NCCJ Leads Organizing Efforts for Presidentially Initiated Faith Summit On Race Relations
The National Conference for Community and Justice today assisted the President in a working session on race relations with 150 religious leaders, who identified a series of actions they are committed to implementing over the next decade. The summit, entitled "Call to Action: The President's One America Meeting with Religious Leaders," was led by President William J. Clinton, Sanford Cloud, Jr., NCCJ president and chief executive officer, and Ben Johnson, Director of the Office for the President's Initiative for One America.
The summit provided an opportunity for a diverse group of faith leaders from across the country to meet with the President and discuss their ongoing initiatives to promote nationwide racial justice - and bold new initiatives to create an inclusive, just and truly United States.
Sanford Cloud, Jr. announced that participating faith leaders identified racism as an evil that must be addressed. "Racism is a sin, a problem of the heart - and overcoming racism is a top priority for our nation," said Cloud. "We came together here today to show our support for racial reconciliation and will work within our communities to translate national efforts into community practices."
NCCJ was asked by the White House to lead this initiative on the future of racial justice in America because of its long history of fighting bias, bigotry and racism. Commitments made by NCCJ for future action by the group include:
Creating an information "clearinghouse" on faith-based practices and strategies for racial reconciliation for others to replicate, which will be posted on NCCJ's web site.
Publishing a text of theological and scriptural beliefs that support the conclusion that racism is a sin.
Training for theological students on racism and how to effectively assist their faith institutions and communities to work toward racial reconciliation and interfaith collaborations.
Curriculum models for faith leaders on how to hold grassroots interreligious forums on anti-racism.
Identification of potential public policy initiatives that communities of faith can collectively undertake at the local and national levels to advance racial justice. These measures and others will be implemented over the next decade as part of a long term initiative to promote racial justice and end intolerance in the United States. "Today, with this summit, the faith communities, in all their rich diversity, have furthered their historic and rightful role of leadership in the battle against racism and the intergroup prejudices that continue to challenge our nation," said Cloud.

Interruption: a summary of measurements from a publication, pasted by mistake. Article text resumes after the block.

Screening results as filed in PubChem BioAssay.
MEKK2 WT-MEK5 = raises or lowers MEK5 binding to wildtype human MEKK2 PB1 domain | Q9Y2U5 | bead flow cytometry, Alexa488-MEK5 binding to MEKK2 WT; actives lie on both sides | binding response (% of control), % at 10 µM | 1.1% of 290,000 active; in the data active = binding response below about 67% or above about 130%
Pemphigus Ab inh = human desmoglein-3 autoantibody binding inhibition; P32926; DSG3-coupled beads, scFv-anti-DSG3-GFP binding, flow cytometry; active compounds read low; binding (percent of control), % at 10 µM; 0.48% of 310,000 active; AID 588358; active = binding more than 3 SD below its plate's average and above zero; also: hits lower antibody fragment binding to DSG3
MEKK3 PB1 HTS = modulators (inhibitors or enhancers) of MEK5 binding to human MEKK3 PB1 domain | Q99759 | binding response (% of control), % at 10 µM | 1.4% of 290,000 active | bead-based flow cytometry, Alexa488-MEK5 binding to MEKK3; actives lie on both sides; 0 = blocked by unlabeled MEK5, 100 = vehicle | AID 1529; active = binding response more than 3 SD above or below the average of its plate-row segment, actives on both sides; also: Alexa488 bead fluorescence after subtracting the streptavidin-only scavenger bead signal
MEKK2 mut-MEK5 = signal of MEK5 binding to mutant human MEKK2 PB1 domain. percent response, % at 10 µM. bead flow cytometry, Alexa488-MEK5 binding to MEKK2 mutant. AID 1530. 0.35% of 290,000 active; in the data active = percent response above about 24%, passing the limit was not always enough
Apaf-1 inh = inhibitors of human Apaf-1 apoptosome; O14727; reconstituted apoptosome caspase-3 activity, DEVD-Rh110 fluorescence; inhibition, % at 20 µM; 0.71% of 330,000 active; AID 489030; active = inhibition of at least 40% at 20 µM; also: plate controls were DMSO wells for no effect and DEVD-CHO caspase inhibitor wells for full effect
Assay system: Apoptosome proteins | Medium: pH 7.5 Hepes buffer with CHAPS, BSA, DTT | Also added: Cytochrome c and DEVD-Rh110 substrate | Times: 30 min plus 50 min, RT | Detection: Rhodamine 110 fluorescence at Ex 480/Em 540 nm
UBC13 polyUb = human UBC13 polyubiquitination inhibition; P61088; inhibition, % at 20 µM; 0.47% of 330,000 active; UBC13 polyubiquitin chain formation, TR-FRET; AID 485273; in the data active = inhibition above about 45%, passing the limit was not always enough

"This is not a one-year plan, or even a ten-year plan. This is a massive and historic effort in need of national leaders who can inspire and mobilize individuals and entire institutions to follow them on the path to a more inclusive and just society for all. NCCJ is proud to have the opportunity to work among these leaders in this effort."
A diverse roster of faiths and denominations were represented, including Protestantism, Catholicism, Judaism, Islam, Seventh-Day Adventists, Mormonism, Hinduism, Buddhism, Baha'i and Native American traditions.
Participants included: Dr. James A. Forbes, Jr., Senior Minister, Riverside Church; Rabbi Paul Menitoff, Executive Vice President, Central Conference of American Rabbis; Imam Mujahid Ramadan, former President, American Muslim Council; Dr. Kathleen S. Hurty, General Director, Church Women United; Chief Jake Swamp, Mohawk Nation; and Bishop Jane Holmes Dixon, Episcopal Church. "These are the men and women who represent the diverse faiths in our country," Cloud said. "They are capable of making national commitments to create change and then organizing action at the local level to turn the plan into day-to-day reality."
Rev. Dr. C. Welton Gaddy, the Executive Director of the Interfaith Alliance, in responding to today's events, said: "I applaud NCCJ for undertaking the responsibility to help us work together and make a difference on issues of racial reconciliation. Our nation needs to be reinvigorated in the important work of moving toward racial justice and, with NCCJ and the participating faith leaders making a commitment today, we can create the changes we need."
NCCJ, founded over 70 years ago as The National Conference of Christians and Jews, is a human relations organization dedicated to fighting bias, bigotry and racism and promoting understanding and respect among all. Long recognized for its interfaith work, NCCJ today serves 65 regions in 35 states and the District of Columbia and works to build communities of justice through its initiatives with youth, educators, community and workplace leaders, media and government, and across faith lines.
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